The current public debate about health care has led several people to ask what the Presbyterian Church (U.S.A.) has said about this issue.
The 218th General Assembly (2008) directed the Stated Clerk to send the following resolution to appropriate committee chairs in the United States Congress:
Jesus Christ, who has reconciled us to God, healed all kinds of sickness (Mt. 4:23, par) as a sign of God's rule. Isaiah speaks God's word to say "No more shall there be ... an infant that lives but a few days, or an old person who does not live out a lifetime" (Isa. 65:20a). We, as Reformed Christians, bear witness to Jesus Christ in word, but also in deed. As followers of our Great Physician Jesus, we have a moral imperative to work to assure that everyone has full access to health care. . . .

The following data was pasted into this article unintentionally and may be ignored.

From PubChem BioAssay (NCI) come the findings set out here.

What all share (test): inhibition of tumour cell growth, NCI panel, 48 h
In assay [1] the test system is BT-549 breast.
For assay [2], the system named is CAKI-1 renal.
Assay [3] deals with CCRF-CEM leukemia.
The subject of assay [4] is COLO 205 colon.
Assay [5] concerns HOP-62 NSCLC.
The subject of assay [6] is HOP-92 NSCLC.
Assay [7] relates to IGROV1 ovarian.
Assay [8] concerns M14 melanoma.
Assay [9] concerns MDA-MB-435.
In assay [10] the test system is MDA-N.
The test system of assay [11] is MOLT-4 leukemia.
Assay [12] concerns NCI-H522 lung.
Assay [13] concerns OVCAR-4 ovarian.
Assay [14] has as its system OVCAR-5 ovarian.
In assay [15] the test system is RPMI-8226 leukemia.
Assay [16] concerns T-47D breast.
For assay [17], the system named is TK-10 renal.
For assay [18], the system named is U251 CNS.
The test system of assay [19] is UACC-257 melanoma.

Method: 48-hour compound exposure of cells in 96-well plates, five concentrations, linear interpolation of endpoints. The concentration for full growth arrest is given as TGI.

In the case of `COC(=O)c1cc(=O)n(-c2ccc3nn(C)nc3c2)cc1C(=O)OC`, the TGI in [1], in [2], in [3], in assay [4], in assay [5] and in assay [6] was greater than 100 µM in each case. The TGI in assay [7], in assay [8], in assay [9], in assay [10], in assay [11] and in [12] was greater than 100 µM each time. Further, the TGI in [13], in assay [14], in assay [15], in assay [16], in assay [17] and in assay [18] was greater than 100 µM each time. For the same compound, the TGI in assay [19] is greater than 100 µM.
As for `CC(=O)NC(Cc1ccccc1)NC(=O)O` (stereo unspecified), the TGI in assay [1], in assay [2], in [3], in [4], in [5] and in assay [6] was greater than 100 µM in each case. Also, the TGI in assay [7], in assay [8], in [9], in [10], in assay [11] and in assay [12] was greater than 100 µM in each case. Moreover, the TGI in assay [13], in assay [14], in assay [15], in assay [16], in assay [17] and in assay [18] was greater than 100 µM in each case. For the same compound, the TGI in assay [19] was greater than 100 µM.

To read the rest of this resolution, PLEASE CLICK HERE.
Since the publication of this resolution, the nation has been engaged in an escalating polarization on the issue. Consensus seems far off and the details of how to reach the goal of comprehensive health care continue to confound our country. Yet, consensus as a nation is imperative because reforming our health care system cannot wait. The General Assembly has been clear that Congress must enact comprehensive health care reform that will provide all persons with access to health care services.
I am mindful of a portion of a prayer Peter Marshall prayed in 1947 when he was chaplain of the Senate. "We know deep down in our hearts that without Thy guidance we can do nothing, but with Thee we can do all things. Let us not be frightened by the problems that confront us, but rather give Thee thanks that Thou hast matched us with this hour. May we resolve, God helping us, to be part of the answer, and not part of the problem; for Jesus' sake. Amen."